This past winter, at a detour to Centuries and Sleuths Bookstore, I happened upon a local author, Frances McNamara and her mystery Death at Hull House. I hemmed and hawed, picked it up and put it down, and finally placed it on the counter of the store and bought it. It looked to be an interesting, historical fictional murder mystery surrounding Hull House. I like to support local authors, and I’ve been interested in Jane Addams and Hull House since I was a young girl, as you may have read about yesterday, so, it quickly became mine.
Frances McNamara grew up in Boston and is a librarian at the University of Chicago. Death at Hull House is the second book in her Emily Cabot series. I do wish I had read Death at the Fair first. Many of the characters stem from this first book and some of the events carry over. I think would have added to my reading experience. Death at the Fair is centered around the 1893 Columbian Exposition held in Chicago, which garnished much interest to Chicagoans, my book group, and me after reading The Devil and the White City a few years ago. (You haven’t read it? Oh, you really must. It is non-fiction that will have you turning the pages as if it were a mystery.)
Death at Hull House begins with Emily Cabot being expelled from the University of Chicago for social impropriety. It is 1893, the Columbian Exposition has just ended, and women are not generally welcome at such institutions of higher learning; so starts the novel. A supportive dean arranges for Emily to work and live at Hull House, where Emily becomes immersed in the immigrant culture and the social issues of the times.
On Christmas Day, Emily discovers a man known to be in the employ of a sweatshop Emily and others have been investigating for violating the eight hour workday rule for female workers. Mr. Hanrahan is slumped over, bludgeoned to death, at a desk in the front parlor of Hull House. The last thing known about the man was that he had come to Hull House asking for Emily. Emily’s brother, Alden, was also known to have been in the house looking for Emily that same day. Alden is on the trail of a man he believes to have murdered their father, a prominent judge in Boston. A criminal investigation ensues, which is the mystery part and, while a little confusing at times because I hadn’t read the first book, McNamara takes the reader on a good romp through the streets and alleys and businesses in the area surrounding Hull House, as well as inside the settlement house.
While the investigation continues. through the bleak winter months and in the midst of a depression that settles on the city of Chicago after the grandeur of the world’s fair, a smallpox epidemic rages. This is the part of Murder at Hull House that really drew me in. Graft, corruption, and greed stand in the way of the members of Hull House getting the area immigrants vaccinated and proper controls put in place to stop the spread of the disease.
As I read of the horrors or the conditions the immigrants lived and worked in and irresponsibility of those in power during the smallpox epidemic, I thought of another book I read last summer. Fever 1783 by Laurie Halse Anderson. Fever 1783 is a young adult book and it centers around the yellow fever epidemic in Philadelphia in 1783. At that time, Philadelphia was the first capitol of the new United States. In 1783, an epidemic of yellow fever claimed the lives of more than 4,000 people in three months; 10% of the population in Philadelphia. The book follows Matilda Cook, a fourteen year old girl, whose widowed mother and grandfather run a coffee house in Philadelphia. It follows her as her friends and family, and even she is overcome by the disease and the devastation it wreaks upon the city and surrounding area.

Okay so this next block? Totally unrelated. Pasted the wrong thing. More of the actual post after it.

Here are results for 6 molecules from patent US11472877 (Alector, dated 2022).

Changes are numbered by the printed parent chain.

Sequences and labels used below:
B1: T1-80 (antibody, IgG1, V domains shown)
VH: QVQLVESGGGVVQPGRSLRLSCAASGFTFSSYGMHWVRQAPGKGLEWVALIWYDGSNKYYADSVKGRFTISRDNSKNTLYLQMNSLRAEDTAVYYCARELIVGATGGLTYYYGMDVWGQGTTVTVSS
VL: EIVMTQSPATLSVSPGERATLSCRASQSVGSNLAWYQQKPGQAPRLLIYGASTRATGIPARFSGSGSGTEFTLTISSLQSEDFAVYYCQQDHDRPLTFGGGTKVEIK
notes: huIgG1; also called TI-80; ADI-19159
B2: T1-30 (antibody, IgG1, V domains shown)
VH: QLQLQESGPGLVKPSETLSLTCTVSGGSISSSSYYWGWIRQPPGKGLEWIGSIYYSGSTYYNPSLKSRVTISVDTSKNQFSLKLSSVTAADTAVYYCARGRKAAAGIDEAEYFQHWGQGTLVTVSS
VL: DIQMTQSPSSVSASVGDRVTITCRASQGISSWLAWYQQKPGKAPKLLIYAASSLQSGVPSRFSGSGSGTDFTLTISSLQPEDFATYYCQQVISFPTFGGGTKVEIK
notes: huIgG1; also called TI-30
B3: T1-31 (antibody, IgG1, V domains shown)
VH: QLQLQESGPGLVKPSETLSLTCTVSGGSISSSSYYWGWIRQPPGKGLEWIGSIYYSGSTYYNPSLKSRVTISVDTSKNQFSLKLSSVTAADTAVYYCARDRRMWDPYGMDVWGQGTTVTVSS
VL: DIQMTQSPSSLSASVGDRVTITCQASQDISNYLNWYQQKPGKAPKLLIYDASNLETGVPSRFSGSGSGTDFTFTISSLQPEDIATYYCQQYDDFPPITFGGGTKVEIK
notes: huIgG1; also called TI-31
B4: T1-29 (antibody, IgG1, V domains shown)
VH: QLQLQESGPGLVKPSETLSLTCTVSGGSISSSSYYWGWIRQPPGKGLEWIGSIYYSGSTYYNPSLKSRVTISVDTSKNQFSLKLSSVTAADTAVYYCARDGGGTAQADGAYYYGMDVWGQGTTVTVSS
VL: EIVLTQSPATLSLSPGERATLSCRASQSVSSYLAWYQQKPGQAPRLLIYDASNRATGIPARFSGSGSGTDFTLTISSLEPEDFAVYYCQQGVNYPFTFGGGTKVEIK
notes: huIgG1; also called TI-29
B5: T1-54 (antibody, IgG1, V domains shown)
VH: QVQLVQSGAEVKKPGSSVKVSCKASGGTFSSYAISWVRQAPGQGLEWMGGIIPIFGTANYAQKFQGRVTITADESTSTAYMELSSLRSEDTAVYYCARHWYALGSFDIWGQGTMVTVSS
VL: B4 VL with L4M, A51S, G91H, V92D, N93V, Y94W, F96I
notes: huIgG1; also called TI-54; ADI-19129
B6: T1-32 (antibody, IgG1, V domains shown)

What strikes me in both historical novels, set almost 100 years apart, both in large cities with struggling populations of poor, is the way epidemics are addressed, or rather not addressed, by those responsible for the welfare of the masses. What strikes me as well is the people who rally, show compassion and care for those who are ill, often risking their own lives in the process. Both books are explicit in their description of each disease; the sores, the fevers, the agony, the stench, the fear. Both hold messages of human kindness and courage that still hold lessons for today.
In Death at Hull House, it is those who live at Hull House that tend to those stricken with smallpox; preparing the dead for burial, comforting the families, attempting to have textile workers vaccinated and the material they handle confiscated, and lobbying powers-that-be to enforce laws already in place to stop the spread of the disease.
In Fever 1783, it is the Free African Society that responds to Dr. Benjamin Rush’s plea to help those afflicted. They are the ones who pull the carts laden with dead and infected citizens, dig the graves, and tend to the sick. There are scenes of afflicted pleading for help, only to be left to die, that are sad and uncomfortable, but, I think written sensitively for young adults.
I think that both books bring history alive for readers, whether young or not so young, and raise interesting questions to ponder. Both left me wanting to know more about the times they portrayed and they people, famous and common, that they are about. I would recommend either, or both, as well worth reading and look forward to reading the first and the newly released third Emily Cabot mystery, which is set in the Pullman neighborhood of Chicago.
Hmmm. I may need another detour to Centuries and Sleuths.